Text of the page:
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The GOP’s attacks on Michael Cohen sound a lot like attacks on Trump

During his public congressional testimony on Feb. 27, President Trump's former lawyer Michael Cohen repeatedly sparred with Republican lawmakers. (Video: Jenny Starrs, Monica Akhtar/The Washington Post, Photo: Melina Mara/The Washington Post)
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When it was Rep. Paul A. Gosar’s (R-Ariz.) turn to question Michael Cohen at Wednesday’s hearing of the House Oversight Committee, he was ready to go off. Like many Republicans before him, he instantly went after Cohen’s lies — including those to Congress. “You’re a pathological liar,” Gosar said.

Cohen, by this time comfortable jousting with the panel’s Republicans, shot back sarcastically: “Are you referring to me or the president?”

The exchange was interesting in and of itself, but it also betrayed an uneasy reality of this hearing for Republicans: Many of the things they attacked Cohen on could carry collateral damage for the very man they were defending: President Trump

Cohen’s lies are a matter of public and judicial record. But if the standard is that someone who has lied repeatedly about weighty matters should never be trusted again, what about the president, who has uttered more than 8,000 falsehoods while in office? Not all of those falsehoods are lies, but even media outlets have grown comfortable labeling some of the most high-profile ones as lies. Many of Trump’s falsehoods, in fact, deal with the same topics Cohen was lying about, including hush-money payments to women and the pursuit of a Trump Tower Moscow. If we can’t trust Cohen for this reason, what about Trump?

But this wasn’t the only attack that could blow back in the White House.

Early on, the ranking Republican of the committee, Rep. Jim Jordan (Ohio), suggested the hearing shouldn’t even take place. In doing so, he alleged that Cohen might be the first congressional witness to be called back after having lied to Congress. The problem: Earlier this month, the Trump administration’s new special envoy to Venezuela, Elliott Abrams, testified in front of Congress. He pleaded guilty in 1991 to … wait for it … lying to Congress. (He was later pardoned by George H.W. Bush.)

Similarly, Republicans sought to cast doubt on the motivations of Cohen’s lawyer, Lanny Davis, who is a longtime ally of Bill and Hillary Clinton. Rep. Jody Hice (R-Ga.) got Cohen to admit that Davis was working free, and he asked Cohen whether it might have been Davis who persuaded him to testify publicly against Trump.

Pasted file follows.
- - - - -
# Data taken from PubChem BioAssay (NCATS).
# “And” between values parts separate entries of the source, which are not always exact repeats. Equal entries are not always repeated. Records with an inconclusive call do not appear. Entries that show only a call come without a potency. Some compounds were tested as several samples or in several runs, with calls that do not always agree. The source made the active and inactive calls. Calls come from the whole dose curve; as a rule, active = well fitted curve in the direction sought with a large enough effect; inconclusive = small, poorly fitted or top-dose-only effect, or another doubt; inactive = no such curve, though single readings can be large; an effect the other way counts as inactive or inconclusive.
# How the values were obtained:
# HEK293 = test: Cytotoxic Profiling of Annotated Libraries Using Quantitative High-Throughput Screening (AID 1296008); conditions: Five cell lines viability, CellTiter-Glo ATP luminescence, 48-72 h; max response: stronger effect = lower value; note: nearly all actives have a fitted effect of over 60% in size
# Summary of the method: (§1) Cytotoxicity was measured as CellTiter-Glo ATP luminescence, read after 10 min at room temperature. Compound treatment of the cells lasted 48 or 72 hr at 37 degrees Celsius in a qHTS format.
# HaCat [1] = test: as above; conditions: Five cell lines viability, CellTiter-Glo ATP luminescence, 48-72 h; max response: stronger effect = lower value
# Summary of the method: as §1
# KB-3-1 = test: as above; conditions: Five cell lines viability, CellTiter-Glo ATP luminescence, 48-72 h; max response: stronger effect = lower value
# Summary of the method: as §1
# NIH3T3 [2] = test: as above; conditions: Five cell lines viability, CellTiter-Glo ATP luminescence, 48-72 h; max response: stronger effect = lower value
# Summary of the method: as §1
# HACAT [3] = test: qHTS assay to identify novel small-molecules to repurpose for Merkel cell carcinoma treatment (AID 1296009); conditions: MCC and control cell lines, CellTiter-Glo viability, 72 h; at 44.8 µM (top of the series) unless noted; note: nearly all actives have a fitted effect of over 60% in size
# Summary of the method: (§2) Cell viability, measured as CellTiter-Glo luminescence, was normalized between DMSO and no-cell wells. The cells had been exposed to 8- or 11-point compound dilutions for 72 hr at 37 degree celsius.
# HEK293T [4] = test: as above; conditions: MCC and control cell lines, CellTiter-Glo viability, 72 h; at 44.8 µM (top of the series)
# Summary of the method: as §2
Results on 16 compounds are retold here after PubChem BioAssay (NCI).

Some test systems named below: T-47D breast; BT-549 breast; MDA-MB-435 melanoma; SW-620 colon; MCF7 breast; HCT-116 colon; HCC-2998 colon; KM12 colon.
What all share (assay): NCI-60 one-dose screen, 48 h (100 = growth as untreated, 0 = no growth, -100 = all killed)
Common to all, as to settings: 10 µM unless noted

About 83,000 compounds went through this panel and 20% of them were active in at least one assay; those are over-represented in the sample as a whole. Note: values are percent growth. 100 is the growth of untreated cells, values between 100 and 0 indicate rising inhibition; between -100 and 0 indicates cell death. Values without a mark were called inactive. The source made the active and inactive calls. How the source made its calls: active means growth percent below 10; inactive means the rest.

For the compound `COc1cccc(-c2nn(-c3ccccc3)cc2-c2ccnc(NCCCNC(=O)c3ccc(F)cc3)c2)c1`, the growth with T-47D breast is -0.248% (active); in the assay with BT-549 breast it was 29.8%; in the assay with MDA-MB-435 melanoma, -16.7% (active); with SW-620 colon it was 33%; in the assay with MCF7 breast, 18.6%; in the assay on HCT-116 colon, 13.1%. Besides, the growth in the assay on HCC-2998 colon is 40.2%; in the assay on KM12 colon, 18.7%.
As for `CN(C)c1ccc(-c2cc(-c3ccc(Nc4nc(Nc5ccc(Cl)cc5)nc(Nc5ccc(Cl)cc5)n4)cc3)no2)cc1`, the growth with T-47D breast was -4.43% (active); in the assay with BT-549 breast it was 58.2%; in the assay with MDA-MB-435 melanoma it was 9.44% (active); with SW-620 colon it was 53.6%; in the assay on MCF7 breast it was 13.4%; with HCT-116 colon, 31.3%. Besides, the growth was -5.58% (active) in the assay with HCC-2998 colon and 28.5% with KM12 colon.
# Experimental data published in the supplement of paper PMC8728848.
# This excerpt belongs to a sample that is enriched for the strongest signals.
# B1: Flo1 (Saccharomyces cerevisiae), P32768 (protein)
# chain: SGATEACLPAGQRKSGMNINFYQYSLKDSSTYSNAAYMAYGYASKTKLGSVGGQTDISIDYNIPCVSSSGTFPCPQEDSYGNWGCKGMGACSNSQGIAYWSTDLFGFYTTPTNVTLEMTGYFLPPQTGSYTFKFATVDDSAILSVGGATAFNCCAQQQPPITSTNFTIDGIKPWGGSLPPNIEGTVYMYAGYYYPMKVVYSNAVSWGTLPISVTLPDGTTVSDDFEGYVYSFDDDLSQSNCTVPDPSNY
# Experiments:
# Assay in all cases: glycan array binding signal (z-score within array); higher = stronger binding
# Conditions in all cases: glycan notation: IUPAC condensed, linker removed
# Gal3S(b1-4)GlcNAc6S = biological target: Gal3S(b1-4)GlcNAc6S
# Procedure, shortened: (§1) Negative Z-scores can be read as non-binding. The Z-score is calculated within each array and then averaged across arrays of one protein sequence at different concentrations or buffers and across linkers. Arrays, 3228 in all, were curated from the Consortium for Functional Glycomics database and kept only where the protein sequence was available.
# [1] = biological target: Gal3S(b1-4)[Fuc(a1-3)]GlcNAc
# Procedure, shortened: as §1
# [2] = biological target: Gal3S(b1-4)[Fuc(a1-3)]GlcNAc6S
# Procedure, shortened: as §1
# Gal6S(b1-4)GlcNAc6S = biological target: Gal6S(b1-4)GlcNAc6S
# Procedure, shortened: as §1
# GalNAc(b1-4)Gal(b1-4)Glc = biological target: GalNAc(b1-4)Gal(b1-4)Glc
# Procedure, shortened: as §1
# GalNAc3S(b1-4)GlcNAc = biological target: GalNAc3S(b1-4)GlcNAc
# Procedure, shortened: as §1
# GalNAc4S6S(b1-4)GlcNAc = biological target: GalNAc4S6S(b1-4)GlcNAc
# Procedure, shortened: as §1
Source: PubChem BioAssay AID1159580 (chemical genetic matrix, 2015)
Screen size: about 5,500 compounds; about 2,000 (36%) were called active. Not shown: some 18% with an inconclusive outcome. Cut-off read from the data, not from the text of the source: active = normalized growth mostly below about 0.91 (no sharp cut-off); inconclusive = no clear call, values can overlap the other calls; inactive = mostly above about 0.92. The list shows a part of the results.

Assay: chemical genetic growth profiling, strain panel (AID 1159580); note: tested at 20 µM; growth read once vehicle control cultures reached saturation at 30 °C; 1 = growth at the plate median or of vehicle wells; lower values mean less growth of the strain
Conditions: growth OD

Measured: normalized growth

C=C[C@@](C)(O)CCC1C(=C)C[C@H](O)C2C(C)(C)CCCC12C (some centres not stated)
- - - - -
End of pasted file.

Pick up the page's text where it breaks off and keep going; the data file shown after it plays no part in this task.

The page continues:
But if lawyers who are working free and have potential conflicts rouse suspicion, Trump and his personal attorney would seem to have some questions to answer. Rudolph W. Giuliani is not accepting any compensation for that same role, and as the New York Times has noted, he is courting business abroad.

Perhaps the most high-profile attack on Cohen over the past 24 hours, though, came from Rep. Matt Gaetz (R-Fla.), who on Tuesday evening tweeted a suggestion that Cohen had “girlfriends” he might want to tell his wife about. In defending the tweet (before he eventually deleted it and apologized), Gaetz said he was merely “challenging the veracity and character of a witness.” (The claim carried no evidence.)

But Trump’s alleged marital infidelity is something that followed him long before the alleged affairs with Stormy Daniels and Karen McDougal — starting with his courtship of Marla Maples, who would become his second wife, while he was still married to his first wife, Ivana.

And the last problem for Republicans is that, while Cohen has clearly lied to further his own interests, many of the lies he’s admitted to have a common characteristic: They were done on Trump’s behalf. Whether Trump directed him to lie is important, and Cohen has made clear that Trump was well aware of his alleged misdeeds with regards to Trump Tower Moscow and the hush-money payments. If Cohen was such an unsavory and irredeemable character, what about the president who was clearly involved in these things, to one extent or another, and hired him to be his “fixer?”

The GOP has engaged in a grand bargain with Trump. He has power that is instrumental in enacting a conservative agenda and confirming judges who Republicans like, but in exchange they need to regularly forfeit the moral high ground. Often this takes the form of simply turning a blind eye to Trump’s rougher edges or trying to explain why his falsehoods, misdeeds and objectionable behavior aren’t important.

But that bargain and the loss of the moral high ground comes with a cost. And a bunch of Republicans attacking the president’s own former attorney as a liar who can’t be trusted was an extremely tricky bit of theater on Wednesday.